With state legislative sessions beginning across the country, it's a good time to remind lawmakers that funding for public two- and four-year colleges remains well below pre-recession levels in almost every state.
Unlike PAYE, which is only open to students who took out loans after October 2007, the REPAYE plan will be open to anyone who borrowed directly from the federal government. This includes older borrowers who were previously shut out from PAYE.
Like previous TICAS reports, "Student Debt and the Class of 2014" provides a comprehensive overview of the student debt crisis by combining a bird's eye view of the national scope of educational debt with state-by-state data.
We shouldn't separate the front end and back end conversations about the costs of education. It is time to link borrowing with repayment at the front end. Then, and only then, will we be able to truly look at college affordability
The rule, which went into effect on July 1 of this year, is designed to reveal programs that carry high levels of student debt while yielding relatively subpar job credentials.
In the run-up to the first day of classes each year, students and families are inundated with higher education statistics and often left wondering what information really matters or even which facts and figures to trust.
Like other grandparents, we're convinced our grandchildren are the smartest and most perfect creatures on the planet. We've had college 529 savings accounts for them since they were born and know that someday they will cure cancer, end poverty and save the planet!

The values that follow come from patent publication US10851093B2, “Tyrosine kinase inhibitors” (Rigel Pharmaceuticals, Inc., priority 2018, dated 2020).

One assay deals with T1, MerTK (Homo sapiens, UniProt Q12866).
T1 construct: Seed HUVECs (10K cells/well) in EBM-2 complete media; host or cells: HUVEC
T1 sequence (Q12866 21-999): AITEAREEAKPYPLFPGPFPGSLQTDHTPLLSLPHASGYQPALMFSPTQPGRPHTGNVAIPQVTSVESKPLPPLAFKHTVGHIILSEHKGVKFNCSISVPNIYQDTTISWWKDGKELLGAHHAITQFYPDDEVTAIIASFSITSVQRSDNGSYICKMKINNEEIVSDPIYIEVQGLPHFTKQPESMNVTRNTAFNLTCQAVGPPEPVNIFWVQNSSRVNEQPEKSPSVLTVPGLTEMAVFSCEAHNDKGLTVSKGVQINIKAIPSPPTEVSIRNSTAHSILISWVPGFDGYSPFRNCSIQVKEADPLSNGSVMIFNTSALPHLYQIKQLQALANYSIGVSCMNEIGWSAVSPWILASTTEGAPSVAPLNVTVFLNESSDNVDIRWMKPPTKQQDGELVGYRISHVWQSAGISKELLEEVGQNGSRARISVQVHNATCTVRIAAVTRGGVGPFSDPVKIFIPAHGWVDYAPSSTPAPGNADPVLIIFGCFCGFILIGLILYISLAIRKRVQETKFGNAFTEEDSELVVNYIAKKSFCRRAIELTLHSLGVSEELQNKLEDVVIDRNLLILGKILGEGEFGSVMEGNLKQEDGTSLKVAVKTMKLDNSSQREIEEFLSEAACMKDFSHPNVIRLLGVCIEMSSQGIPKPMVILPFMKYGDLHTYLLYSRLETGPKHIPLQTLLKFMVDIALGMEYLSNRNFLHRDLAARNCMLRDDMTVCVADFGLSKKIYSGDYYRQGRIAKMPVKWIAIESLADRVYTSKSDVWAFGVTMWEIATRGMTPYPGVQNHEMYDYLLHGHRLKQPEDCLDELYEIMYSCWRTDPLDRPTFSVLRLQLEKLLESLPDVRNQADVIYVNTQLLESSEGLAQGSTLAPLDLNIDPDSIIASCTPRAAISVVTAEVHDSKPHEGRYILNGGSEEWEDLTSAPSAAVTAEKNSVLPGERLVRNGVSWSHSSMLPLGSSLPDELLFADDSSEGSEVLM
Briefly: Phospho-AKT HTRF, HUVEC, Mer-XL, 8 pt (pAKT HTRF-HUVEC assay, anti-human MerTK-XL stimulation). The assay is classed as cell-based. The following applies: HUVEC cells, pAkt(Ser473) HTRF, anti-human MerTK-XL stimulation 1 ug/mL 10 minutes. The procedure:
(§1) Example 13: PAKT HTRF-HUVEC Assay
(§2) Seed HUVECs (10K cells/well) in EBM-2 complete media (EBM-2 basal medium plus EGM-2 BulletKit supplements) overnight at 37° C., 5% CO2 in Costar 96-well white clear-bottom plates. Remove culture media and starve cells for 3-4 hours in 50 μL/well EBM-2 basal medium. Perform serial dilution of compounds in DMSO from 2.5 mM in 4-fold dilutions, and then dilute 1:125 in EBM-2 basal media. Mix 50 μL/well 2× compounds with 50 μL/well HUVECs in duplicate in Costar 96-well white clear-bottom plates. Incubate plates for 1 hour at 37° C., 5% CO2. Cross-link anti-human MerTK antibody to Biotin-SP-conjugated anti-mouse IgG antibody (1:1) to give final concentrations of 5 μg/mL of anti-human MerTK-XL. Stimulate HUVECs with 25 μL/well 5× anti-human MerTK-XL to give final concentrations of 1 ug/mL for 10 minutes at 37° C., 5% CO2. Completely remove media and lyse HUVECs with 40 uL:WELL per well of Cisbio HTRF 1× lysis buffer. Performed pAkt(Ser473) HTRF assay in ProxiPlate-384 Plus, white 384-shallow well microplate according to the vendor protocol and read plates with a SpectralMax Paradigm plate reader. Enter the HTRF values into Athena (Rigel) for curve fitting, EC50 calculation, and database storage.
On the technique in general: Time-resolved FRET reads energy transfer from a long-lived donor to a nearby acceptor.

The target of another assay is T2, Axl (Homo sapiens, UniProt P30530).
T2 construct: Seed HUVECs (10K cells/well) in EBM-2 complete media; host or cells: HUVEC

As the noise from the rhetoric of an ever-growing field of presidential candidates reaches an ear-splitting din, there is an announced candidate outside the two-party system that deserves to be heard.
"Student loans": no two words any student or parent wants to think about. The mention of the phrase "student loans," or worse, "student loan debt," is enough to make anyone cringe in utter disgust and confusion.
For those of you who dream of being future doctors, lawyers, financial wizards, architects, or English professors (if there are any of those anymore), you'll still have to pay exorbitantly for years of graduate school or professional training, which means ever more debt to come.
The global growth of handheld digital devices among younger people is transforming the way consumers are getting their information in general, and financial information in particular. On April 15, the 2015 Financial Literacy Summit brought together international financial literacy experts to discuss how mobile technology can improve financial literacy for today's young adults.
College shouldn't cost that much. There is no justifiable reason as to why we have to pay that much money. None.
A large percentage of college kids have not been taught to properly use credit. There are a few reasons for this. It could be that the parents don't understand it completely, so they pass on really bad habits. It could be that they just ignored the conversation at home. Here's why I think giving a college student a credit card is a bad idea.
Now is the time of the year that most college and university boards of trustees meet to set in place what the comprehensive fee -- tuition, fees, room and board -- will be for next year. It's a telling moment for higher education.
As a marketing professor and therefore an active researcher, I pay close attention to changes in consumption and how these changes might impact marketing strategy. Below, I outline ten observations related to consumer trends and offer questions for you to contemplate as you fine-tune your marketing strategies for 2015.
Becoming part of 2,300+ year old tradition, a tradition much older than the current trend of anti-democratic capitalism, is not only an honor but a responsibility.